What Is The 12-bar Blues Used For?

Why is the 12 bar blues important?

The 12 bar blues is the structure upon which blues music is built. It has been used since the inception of the genre and appears in almost every iconic blues song ever written. It provides the framework for the blues and will help you learn a wide variety of blues songs, as well as jam confidently with other musicians.

What is meant by the 12 bar blues?

The 12 bar blues is a form in blues music where the first (I) chord of a key is repeated for four measures, or bars, followed by two bars of the fourth (IV), then two bars of the first.

What songs use the 12 Bar Blues?

50+ Legendary 12 Bar Blues Songs – The Essential List

Song / Artist UG Chords/Tabs Guitar Pro Tabs
1. Pride and Joy – Stevie Ray Vaughan Chords / Tabs GP Tabs
2. Rock and Roll – Led Zeppelin Chords / Tabs GP Tabs
3. Tush – ZZ Top Chords / Tabs GP Tabs
4. Johnny B. Goode – Chuck Berry Chords / Tabs GP Tabs
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What are the 3 most popular chords in a 12 bar blues piece?

The standard 12 – bar blues progression has three chords in it – the 1 chord, the 4 chord, and then the 5 chord. In the key of E blues, the 1 chord is an E, the 4 chord is an A, and the 5 chord is a B. Let’s talk about blues rhythm.

What makes the 12-Bar Blues unique?

The twelve – bar blues (or blues changes) is one of the most prominent chord progressions in popular music. The blues progression has a distinctive form in lyrics, phrase, chord structure, and duration. In its basic form, it is predominantly based on the I, IV, and V chords of a key.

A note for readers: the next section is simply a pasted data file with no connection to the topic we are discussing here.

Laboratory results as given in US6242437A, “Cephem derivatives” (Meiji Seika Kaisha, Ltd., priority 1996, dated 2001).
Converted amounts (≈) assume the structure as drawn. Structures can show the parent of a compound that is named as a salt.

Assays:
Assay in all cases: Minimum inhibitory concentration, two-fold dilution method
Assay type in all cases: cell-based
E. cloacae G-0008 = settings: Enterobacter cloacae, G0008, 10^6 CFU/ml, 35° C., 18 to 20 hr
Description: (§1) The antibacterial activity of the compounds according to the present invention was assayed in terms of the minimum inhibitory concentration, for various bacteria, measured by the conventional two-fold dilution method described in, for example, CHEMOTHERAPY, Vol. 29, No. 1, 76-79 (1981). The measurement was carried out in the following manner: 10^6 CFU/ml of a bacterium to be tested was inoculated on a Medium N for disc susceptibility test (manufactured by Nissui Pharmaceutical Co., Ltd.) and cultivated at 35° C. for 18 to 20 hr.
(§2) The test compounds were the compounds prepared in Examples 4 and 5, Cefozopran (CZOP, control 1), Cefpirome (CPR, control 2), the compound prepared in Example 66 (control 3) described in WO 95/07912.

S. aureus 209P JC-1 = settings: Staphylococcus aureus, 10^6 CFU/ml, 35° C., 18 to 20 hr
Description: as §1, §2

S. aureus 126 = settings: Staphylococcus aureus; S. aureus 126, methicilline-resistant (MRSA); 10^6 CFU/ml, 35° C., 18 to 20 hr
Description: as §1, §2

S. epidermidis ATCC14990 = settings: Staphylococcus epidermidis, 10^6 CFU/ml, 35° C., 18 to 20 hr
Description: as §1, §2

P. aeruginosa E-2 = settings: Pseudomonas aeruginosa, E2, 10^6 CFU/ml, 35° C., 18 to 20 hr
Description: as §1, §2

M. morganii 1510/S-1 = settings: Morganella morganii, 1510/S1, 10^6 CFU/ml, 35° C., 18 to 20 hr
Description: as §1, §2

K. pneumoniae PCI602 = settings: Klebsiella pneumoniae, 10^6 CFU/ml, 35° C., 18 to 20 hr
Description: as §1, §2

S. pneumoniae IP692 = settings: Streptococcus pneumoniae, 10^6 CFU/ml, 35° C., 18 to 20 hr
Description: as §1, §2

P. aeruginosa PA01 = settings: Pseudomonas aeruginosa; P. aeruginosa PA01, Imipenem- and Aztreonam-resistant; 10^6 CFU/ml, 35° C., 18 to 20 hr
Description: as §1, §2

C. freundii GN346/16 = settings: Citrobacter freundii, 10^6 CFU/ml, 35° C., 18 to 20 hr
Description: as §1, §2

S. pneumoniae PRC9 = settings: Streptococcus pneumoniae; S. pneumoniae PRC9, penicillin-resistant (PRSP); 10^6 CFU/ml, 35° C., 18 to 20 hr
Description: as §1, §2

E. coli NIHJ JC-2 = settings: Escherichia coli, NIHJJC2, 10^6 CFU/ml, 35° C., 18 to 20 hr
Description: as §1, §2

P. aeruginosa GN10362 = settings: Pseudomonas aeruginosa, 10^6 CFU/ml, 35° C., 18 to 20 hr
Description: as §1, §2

What are the 3 chords used in the blues?

A common type of three – chord song is the simple twelve-bar blues used in blues and rock and roll. Typically, the three chords used are the chords on the tonic, subdominant, and dominant (scale degrees I, IV and V): in the key of C, these would be the C, F and G chords.

How many bars is 12-bar blues?

A 12 – bar blues is divided into three four- bar segments. A standard blues progression, or sequence of notes, typically features three chords based on the first (written as I), fourth (IV), and fifth (V) notes of an eight-note scale.

How many bars are there in a 12-bar blues?

The “ 12 – bar blues ” is a simply a particular chord progression which is 12 bars long. It’s helpful to think of it as being arranged into 3 lines, each of 4 bars. It uses just the I, IV and V chords – and if you don’t know what I mean by that please check out episode 33 about the “one, four, five and six” chords.

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How many beats does a bar last for in blues?

Blues music is usually in common time, which means that there are 4 beats to a bar.

Is Jailhouse Rock a 12 bar blues?

The Blues went on the influence other styles of music. In 1950’s, Rock and Roll musicians used 12 bar blues harmony as a basis for their songs. In songs like; Jailhouse Rock and Rock Around the Clock.

Is bad guy 12 Bar Blues?

“ Bad Guy ” is in the key of G Harmonic Minor. Harmonic Minor is the same as Natural Minor, except with a raised 7th tone (as well as flat 7 at times). The song is not a full 12 bar structure, but it does follow the first 6 measures of the 12 bar structure.

Is all Blues 12 bar?

The most common form of the blues is a 12 – bar pattern of chord changes. That is, a repeated twelve – bar chord progression. The blues can be played in any key. In whatever key you are in, 12 – bar blues uses the same basic sequence of I, IV, and V chords.

What chords are most used in a blues progression?

1. Blues Progression (I, IV, V) The I, IV, V chord progression is one of the simplest and most common chord progressions across all musical genres. When it comes to the guitar, it’s known as the “ blues progression ” because blues music makes heavy use of it.

Is 12 Bar Blues major or minor?

12 Bar Blues Structure That’s right, the 12 bar blues is really just a I-IV-V progression played in a predetermined (formulaic, if you will) way. Take a few minutes to memorize this formula, and try it in a variety of different major, minor or dominant keys. You’ll likely hear a very familiar pattern—enjoy!

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